Not quite ready to play nice in Baghdad:
Iraqi antiterrorist forces stormed a church where gunmen had taken close to 100 hostages on Sunday in an afternoon of chaos that became a bloodbath. At least 30 hostages and 7 security officers were killed, and 41 hostages and 15 security force members were wounded, according to a source at the Ministry of the Interior…
Abdul-Kader Jassem al-Obeidi, the minister of defense, said that most of the hostages were killed or wounded when the kidnappers set off at least two suicide vests as they took over the church. He defended the decision to storm the building, saying, “This was a successful operation with a minimum of casualties, and killing all the terrorists.” He added that an unspecified number of suspects were also arrested.
The source at the Ministry of the Interior said that the police had arrested eight gunmen believed to be affiliated with the Islamic State of Iraq, a militant organization connected to Al Qaeda in Mesopotamia…
The violence began shortly after 5 p.m. on Sunday. The gunmen first attacked the Baghdad stock exchange in the Karada neighborhood, killing two security guards and wounding four others, setting off two bombs and then taking refuge in the nearby Sayidat al-Nejat church.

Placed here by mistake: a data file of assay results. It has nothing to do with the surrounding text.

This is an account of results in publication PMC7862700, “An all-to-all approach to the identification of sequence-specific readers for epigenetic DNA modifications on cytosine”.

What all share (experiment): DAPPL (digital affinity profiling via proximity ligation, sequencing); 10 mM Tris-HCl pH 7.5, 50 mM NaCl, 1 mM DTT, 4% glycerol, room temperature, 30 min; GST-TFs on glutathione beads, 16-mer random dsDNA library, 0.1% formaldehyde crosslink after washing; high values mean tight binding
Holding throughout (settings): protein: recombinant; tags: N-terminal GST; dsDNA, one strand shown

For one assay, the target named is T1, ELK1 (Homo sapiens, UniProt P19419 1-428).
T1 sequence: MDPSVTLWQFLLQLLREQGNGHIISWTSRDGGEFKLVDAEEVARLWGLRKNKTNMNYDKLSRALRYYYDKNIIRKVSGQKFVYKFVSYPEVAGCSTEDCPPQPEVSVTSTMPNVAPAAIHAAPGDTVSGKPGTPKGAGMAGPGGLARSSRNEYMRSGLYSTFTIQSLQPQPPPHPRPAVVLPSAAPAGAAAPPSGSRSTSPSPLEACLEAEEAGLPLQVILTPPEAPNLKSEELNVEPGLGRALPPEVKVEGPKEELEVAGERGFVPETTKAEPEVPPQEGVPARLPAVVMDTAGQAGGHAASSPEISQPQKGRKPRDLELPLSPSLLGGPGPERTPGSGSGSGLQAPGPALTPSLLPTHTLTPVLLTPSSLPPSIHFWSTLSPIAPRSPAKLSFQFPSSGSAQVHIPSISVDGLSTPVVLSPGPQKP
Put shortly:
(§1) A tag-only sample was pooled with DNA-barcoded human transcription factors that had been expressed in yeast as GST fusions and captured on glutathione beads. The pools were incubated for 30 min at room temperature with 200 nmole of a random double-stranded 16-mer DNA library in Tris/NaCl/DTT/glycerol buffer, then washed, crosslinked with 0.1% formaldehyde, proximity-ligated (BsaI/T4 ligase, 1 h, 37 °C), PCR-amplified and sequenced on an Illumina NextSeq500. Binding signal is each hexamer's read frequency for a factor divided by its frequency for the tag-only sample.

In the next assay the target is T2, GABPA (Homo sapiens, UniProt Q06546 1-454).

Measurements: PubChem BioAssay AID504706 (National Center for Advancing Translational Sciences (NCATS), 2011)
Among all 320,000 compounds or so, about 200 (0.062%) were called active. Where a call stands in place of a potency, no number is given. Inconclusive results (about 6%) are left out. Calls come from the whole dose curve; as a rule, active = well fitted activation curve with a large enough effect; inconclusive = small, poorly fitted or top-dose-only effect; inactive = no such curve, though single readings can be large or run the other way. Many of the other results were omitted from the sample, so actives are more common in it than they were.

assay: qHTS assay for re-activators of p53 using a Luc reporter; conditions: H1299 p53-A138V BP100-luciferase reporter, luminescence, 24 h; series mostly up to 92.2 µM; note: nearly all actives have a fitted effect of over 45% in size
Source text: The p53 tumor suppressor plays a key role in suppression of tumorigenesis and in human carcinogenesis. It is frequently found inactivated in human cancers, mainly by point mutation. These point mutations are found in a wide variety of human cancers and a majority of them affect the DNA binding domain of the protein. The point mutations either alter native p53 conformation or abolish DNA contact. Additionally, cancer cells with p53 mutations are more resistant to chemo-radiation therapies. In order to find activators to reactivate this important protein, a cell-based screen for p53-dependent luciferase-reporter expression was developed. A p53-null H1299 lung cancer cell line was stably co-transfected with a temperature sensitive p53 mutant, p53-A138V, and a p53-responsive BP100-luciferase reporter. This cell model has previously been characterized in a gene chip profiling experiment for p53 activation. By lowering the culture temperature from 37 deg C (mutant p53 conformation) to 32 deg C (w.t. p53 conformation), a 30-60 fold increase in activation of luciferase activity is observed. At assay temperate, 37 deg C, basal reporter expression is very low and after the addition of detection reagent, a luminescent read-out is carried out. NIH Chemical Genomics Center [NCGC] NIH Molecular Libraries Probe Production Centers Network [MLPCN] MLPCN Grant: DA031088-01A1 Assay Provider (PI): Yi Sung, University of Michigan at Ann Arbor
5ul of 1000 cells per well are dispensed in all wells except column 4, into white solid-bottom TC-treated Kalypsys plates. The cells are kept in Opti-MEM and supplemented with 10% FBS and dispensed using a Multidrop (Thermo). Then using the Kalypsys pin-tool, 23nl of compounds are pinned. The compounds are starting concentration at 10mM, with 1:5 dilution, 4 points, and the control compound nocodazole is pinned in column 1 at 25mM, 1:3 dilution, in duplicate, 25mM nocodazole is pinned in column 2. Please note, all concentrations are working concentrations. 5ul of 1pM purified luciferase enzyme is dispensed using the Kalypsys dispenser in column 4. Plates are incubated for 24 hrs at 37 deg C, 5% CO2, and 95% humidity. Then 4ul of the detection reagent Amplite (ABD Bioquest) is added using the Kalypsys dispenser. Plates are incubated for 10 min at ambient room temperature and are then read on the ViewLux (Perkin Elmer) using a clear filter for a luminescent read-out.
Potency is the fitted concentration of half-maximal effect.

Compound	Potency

The church — one of six bombed in August 2004 — was filled for Sunday services. A local television channel, Baghdadiya, reported receiving a telephone call from someone claiming to be one of the attackers and demanding the release of all members of Al Qaeda imprisoned in Arab countries.
Because that would happen.
Looks like the Iraqi security services and anti-terror forces have a ways to go, as well. You’d think they’d have the knack of it by now, practice making perfect. Perhaps it’s an issue of motivation.
Here’s a PBS report from last summer entitled, “Disappearing Christians in Iraq.” A professional class mostly, never many in number, now dwindling rapidly.
In the Soviet times, Ronald Reagan pressured Gorbachev to expand the number of visas given to Jews, a persecuted minority. In response to steady US pressure, many of them were allowed to emigrate to the US and contributed greatly once here, like Google’s Sergei Brin. There’s no strategic reason to do so now for Iraq’s Assyrian and Chaldean minorities, of course. It would be tantamount to an admission of guilt in the breaking of the Iraqi civil society, such as it is, and embarrassing to our Iraqi “allies” in government.
But it would still be the right thing to do, quietly of course: You wouldn’t want to antagonize anyone.